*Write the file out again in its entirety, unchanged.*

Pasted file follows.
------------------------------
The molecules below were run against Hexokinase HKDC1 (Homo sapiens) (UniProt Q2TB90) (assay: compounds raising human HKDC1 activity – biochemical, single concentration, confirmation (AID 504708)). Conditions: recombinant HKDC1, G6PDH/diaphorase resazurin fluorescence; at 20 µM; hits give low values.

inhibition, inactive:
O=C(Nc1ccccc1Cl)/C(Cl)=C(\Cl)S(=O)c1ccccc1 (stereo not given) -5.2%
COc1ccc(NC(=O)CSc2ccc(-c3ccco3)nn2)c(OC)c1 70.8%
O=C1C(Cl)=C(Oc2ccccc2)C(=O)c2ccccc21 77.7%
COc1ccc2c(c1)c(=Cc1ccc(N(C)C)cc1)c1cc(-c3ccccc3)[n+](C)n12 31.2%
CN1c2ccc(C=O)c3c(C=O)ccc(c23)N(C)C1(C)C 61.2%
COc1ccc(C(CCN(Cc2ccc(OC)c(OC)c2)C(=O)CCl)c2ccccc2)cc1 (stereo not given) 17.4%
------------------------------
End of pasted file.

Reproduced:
The molecules below were run against Hexokinase HKDC1 (Homo sapiens) (UniProt Q2TB90) (assay: compounds raising human HKDC1 activity – biochemical, single concentration, confirmation (AID 504708)). Conditions: recombinant HKDC1, G6PDH/diaphorase resazurin fluorescence; at 20 µM; hits give low values.

inhibition, inactive:
O=C(Nc1ccccc1Cl)/C(Cl)=C(\Cl)S(=O)c1ccccc1 (stereo not given) -5.2%
COc1ccc(NC(=O)CSc2ccc(-c3ccco3)nn2)c(OC)c1 70.8%
O=C1C(Cl)=C(Oc2ccccc2)C(=O)c2ccccc21 77.7%
COc1ccc2c(c1)c(=Cc1ccc(N(C)C)cc1)c1cc(-c3ccccc3)[n+](C)n12 31.2%
CN1c2ccc(C=O)c3c(C=O)ccc(c23)N(C)C1(C)C 61.2%
COc1ccc(C(CCN(Cc2ccc(OC)c(OC)c2)C(=O)CCl)c2ccccc2)cc1 (stereo not given) 17.4%